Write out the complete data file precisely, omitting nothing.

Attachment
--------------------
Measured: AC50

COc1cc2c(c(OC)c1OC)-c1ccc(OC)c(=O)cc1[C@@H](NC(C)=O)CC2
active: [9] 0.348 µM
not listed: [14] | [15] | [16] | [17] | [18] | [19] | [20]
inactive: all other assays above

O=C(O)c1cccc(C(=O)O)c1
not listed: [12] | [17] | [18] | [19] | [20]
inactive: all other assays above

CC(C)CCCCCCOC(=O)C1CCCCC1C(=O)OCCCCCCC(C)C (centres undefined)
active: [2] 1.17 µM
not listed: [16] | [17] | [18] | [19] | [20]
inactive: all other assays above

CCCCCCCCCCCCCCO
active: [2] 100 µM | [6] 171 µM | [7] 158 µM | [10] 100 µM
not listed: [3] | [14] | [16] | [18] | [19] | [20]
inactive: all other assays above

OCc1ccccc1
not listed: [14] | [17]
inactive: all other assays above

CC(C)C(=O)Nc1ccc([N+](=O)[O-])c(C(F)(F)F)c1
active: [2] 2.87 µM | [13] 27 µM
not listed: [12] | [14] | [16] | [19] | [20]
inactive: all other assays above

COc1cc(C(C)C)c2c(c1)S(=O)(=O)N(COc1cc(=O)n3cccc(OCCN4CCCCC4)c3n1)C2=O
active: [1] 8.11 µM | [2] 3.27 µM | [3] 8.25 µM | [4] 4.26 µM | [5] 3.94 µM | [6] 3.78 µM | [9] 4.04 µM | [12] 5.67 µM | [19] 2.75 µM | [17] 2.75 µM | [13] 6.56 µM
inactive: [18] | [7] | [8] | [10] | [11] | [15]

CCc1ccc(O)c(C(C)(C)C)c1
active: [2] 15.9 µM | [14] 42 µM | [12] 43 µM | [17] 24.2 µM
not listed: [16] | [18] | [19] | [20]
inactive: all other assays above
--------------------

Measured: AC50

COc1cc2c(c(OC)c1OC)-c1ccc(OC)c(=O)cc1[C@@H](NC(C)=O)CC2
active: [9] 0.348 µM
not listed: [14] | [15] | [16] | [17] | [18] | [19] | [20]
inactive: all other assays above

O=C(O)c1cccc(C(=O)O)c1
not listed: [12] | [17] | [18] | [19] | [20]
inactive: all other assays above

CC(C)CCCCCCOC(=O)C1CCCCC1C(=O)OCCCCCCC(C)C (centres undefined)
active: [2] 1.17 µM
not listed: [16] | [17] | [18] | [19] | [20]
inactive: all other assays above

CCCCCCCCCCCCCCO
active: [2] 100 µM | [6] 171 µM | [7] 158 µM | [10] 100 µM
not listed: [3] | [14] | [16] | [18] | [19] | [20]
inactive: all other assays above

OCc1ccccc1
not listed: [14] | [17]
inactive: all other assays above

CC(C)C(=O)Nc1ccc([N+](=O)[O-])c(C(F)(F)F)c1
active: [2] 2.87 µM | [13] 27 µM
not listed: [12] | [14] | [16] | [19] | [20]
inactive: all other assays above

COc1cc(C(C)C)c2c(c1)S(=O)(=O)N(COc1cc(=O)n3cccc(OCCN4CCCCC4)c3n1)C2=O
active: [1] 8.11 µM | [2] 3.27 µM | [3] 8.25 µM | [4] 4.26 µM | [5] 3.94 µM | [6] 3.78 µM | [9] 4.04 µM | [12] 5.67 µM | [19] 2.75 µM | [17] 2.75 µM | [13] 6.56 µM
inactive: [18] | [7] | [8] | [10] | [11] | [15]

CCc1ccc(O)c(C(C)(C)C)c1
active: [2] 15.9 µM | [14] 42 µM | [12] 43 µM | [17] 24.2 µM
not listed: [16] | [18] | [19] | [20]
inactive: all other assays above